On 3 Sep 2007, at 23:47, danl at wolfram.com wrote: >> >> On 2 Sep 2007, at 08:51, David Bailey wrote: >> >>> As others have commented, it is not a good idea to write code like >>> NumericQ[g]=True because this changes the basic operation of >>> Mathematica. For example, such code might work OK until you try to >>> combine it with some more code that needs NumericQ for something >>> else! >>> >>> David Bailey >>> http://www.dbaileyconsultancy.co.uk >> >> >> Who are the "others"? >> Anyway, I completely disagree with this statement in this particular >> context. >> >> NumericQ has clearly been designed with this in mind. > > Not really, though it seems to work. More below. > > >> Note, for >> example, that althou NumericQ is Protected, a definition like >> >> NumericQ[a]=True >> >> does not require unprotecting NumericQ. Moreover, it does not add a >> DownValue to NumericQ. >> >> NumericQ[g] = True; >> DownValues[NumericQ] >> {} >> >> >> There are plenty of other reasons to believe that all all >> theseproperties of NumericQ are designed precisely for this type of >> use. Besides, I have another reason to think that no probems of the >> kind you are imagining would happen in this case: I have been using >> NumericQ inprecisly this way for about 10 years in numerous notebooks >> without any problems. >> >> Note alo the post from Carl Woll which, I think, can be regarded as >> an "offcial" WRI authorization for this kind of usage ;-) >> >> (However, note also that using Carl's definition: >> >> In[19]:= g /: NumericQ[g] = True; >> >> Dos not actually add an UpValue to g: >> >> UpValues[g] >> {} >> >> and I don't think it has any advantage over the more straightforward >> >> NumericQ[g] = True; >> >> >> I am sure all this is deliberate design, and even though it may not >> be easy to explain, it is very convenient. >> >> Andrzej Kozlowski > > > The sort of usage you describe might be convenient and useful, > which is > all to the good. The design intent was for other purposes, to wit, > to flag > expressions for which N[...] or N[...,precision] would yield an > approximate number. That said, it is understood that there are > cases we > would mess up. For example, NumericQ[Sin[3, 4]] will return True. > > (Why? Because internally we use a simple mode of testing and > transmission; > NumericQ objects have a flag and NumericFunction heads of NumericQ > arguments get the flag set. This use of flagging, along with the > fact that > many special functions are implemented in Mathematica and need to > support > it, is also why NumericQ setting does not affect DownValues.) > > A common sort of internal use is in deciding when certain tests > should be > performed by the evaluator, e.g. is the base of a power positive. > The code > in question needs to be sufficiently robust to not care if numerical > testing returns some flavor of not-a-number (NaN), such as > Indeterminate, > an infinity, non-NumberQ output identical to the input, etc. What this > implies, in effect, is that flagging some symbol as NumericQ should > cause > no harm. Hence symbols can "safely" be flagged for the sort of > purposes > indicated above. (Which is to say, I'll call it safe until people > start > showing examples of breakage it might cause. Then I'll call it > "unsafe". > But probably not a bug.) > > As for those purposes indicated earlier in this thread, yeah, I > guess one > can get the algebra to work that way. Myself, I'd instead demarcate > the > noncommuting variables (e.g. by specific heads), thus treating > everything > else (implicitly) as scalars. One reason is I then find it easier to > support the algebraic operations in cases where there is a commutator > defined. > > Daniel Lichtblau > Wolfram Research > > Thanks for the clarifications. At the risk of sounding self- justifying, I would just like to add that I had guessed most of the above myself but out of laziness and lack of spare time did not make it quit clear what I really meant. Actually, when I wrote : "designed with this in mind" I was not really referring to the algebra but simply to the possibility of adding new numeric quantities by choosing a symbol, say a and setting the numeric flag on with NumericQ [a]=True. The property of being numeric is then automatically propagated to arithmetical expressions involving existing numeric quantities and values at such numeric quantities of functions with Attribute NumericFunction. Assuming this is properly implemented then it would seem to me a logical consequence that the "algebraic approach" that this thread was about, should also work without problems because it relies exactly on the same properties that are needed for adding of new numerical quantities to work. That is all that I meant but it did not seem to me at that time worth writing so much on this topic. As usual in such cases I ended up writing far more than would have been necessary had I been clearer about what I thought about this from the beginning. By the way, I also often use the approach you discuss at the end, in fact I use it exclusively in work intended for "my own consumption". I like to use the method of defining scalars by means of NumericQ when I am teaching students without serious exposure to Mathematica because it is easy to make things look just like in a math book, without having to explain Mathematica syntax such as Heads of expressions etc. Andrzej Kozlowski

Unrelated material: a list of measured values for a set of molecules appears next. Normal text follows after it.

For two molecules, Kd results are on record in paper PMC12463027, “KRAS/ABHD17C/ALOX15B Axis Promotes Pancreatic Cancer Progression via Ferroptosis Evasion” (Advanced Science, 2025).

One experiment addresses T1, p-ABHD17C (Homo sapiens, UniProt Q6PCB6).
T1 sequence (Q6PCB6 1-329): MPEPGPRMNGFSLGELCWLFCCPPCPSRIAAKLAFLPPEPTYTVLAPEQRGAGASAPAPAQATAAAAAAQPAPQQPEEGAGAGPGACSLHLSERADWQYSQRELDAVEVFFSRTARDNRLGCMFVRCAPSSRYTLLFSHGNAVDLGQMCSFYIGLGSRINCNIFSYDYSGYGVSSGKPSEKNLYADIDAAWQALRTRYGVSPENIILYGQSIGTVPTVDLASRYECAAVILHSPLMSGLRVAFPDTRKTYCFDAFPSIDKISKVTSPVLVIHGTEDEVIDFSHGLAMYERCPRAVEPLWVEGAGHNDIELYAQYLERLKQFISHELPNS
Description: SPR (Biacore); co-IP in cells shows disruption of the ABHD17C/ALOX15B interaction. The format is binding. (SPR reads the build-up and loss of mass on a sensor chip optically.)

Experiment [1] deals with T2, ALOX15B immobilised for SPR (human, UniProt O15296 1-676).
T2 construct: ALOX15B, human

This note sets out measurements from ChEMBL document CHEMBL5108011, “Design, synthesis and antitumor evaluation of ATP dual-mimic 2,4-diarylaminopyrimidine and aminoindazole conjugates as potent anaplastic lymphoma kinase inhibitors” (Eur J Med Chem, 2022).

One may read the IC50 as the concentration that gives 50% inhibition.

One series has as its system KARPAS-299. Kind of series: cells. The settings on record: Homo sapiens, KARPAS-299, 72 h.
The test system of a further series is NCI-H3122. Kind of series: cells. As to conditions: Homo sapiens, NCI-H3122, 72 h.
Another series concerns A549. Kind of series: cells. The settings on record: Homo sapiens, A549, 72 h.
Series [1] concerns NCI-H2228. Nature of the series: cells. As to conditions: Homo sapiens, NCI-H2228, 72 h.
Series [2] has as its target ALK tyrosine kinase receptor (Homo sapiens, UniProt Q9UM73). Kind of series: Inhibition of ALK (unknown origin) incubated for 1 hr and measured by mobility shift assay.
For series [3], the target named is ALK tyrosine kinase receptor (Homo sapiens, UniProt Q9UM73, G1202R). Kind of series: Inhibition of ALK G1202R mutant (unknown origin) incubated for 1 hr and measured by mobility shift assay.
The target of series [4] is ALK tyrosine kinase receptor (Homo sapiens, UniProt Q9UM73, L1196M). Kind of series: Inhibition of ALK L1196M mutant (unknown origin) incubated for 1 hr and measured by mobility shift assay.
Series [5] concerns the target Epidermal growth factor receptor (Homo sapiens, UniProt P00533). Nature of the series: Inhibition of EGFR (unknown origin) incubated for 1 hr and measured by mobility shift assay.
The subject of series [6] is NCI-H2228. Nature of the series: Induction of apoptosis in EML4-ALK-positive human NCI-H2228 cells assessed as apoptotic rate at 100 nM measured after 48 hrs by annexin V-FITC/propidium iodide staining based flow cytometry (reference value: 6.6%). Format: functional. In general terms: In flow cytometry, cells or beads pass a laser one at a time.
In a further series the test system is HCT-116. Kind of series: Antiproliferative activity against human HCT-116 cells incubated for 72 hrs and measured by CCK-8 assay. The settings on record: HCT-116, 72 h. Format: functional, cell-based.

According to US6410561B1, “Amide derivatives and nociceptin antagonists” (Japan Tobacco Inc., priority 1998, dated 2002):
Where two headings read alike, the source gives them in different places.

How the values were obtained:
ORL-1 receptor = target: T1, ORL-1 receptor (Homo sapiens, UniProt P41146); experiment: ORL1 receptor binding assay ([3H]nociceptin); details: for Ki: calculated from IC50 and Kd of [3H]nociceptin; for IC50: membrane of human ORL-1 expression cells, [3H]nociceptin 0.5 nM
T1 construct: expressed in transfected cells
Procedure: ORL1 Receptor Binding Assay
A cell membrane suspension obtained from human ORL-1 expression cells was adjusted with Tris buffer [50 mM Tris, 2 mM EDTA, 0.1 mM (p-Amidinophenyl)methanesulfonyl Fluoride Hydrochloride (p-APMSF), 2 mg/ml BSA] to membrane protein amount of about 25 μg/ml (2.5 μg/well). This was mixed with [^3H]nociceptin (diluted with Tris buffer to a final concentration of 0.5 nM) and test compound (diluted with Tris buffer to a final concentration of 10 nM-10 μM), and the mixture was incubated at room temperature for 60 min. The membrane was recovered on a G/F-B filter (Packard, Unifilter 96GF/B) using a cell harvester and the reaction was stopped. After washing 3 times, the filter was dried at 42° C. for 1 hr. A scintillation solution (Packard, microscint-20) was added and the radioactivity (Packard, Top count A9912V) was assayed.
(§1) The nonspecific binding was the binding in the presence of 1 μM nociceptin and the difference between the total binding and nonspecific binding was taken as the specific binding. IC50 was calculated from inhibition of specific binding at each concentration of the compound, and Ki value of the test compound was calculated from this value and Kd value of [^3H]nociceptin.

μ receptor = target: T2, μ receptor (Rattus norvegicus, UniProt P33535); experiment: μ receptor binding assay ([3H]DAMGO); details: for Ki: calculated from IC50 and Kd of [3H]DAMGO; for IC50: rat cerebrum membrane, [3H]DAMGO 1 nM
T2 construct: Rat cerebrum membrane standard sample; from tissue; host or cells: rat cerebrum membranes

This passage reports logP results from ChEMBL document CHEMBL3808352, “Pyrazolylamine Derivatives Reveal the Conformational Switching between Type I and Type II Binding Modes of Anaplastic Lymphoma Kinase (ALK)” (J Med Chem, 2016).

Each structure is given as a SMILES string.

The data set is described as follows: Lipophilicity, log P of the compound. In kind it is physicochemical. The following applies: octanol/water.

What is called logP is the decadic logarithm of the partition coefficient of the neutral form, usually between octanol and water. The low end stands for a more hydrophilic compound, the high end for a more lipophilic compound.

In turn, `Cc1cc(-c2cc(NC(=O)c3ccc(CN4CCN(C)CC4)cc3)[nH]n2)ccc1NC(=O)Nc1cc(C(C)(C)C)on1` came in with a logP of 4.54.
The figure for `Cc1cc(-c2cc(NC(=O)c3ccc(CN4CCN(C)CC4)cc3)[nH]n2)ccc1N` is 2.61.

**References**:**Re: Rule-based programming: declare variables to be a number***From:*David Bailey <dave@Remove_Thisdbailey.co.uk>

**Re: Re: Rule-based programming: declare variables to be a number***From:*Andrzej Kozlowski <akoz@mimuw.edu.pl>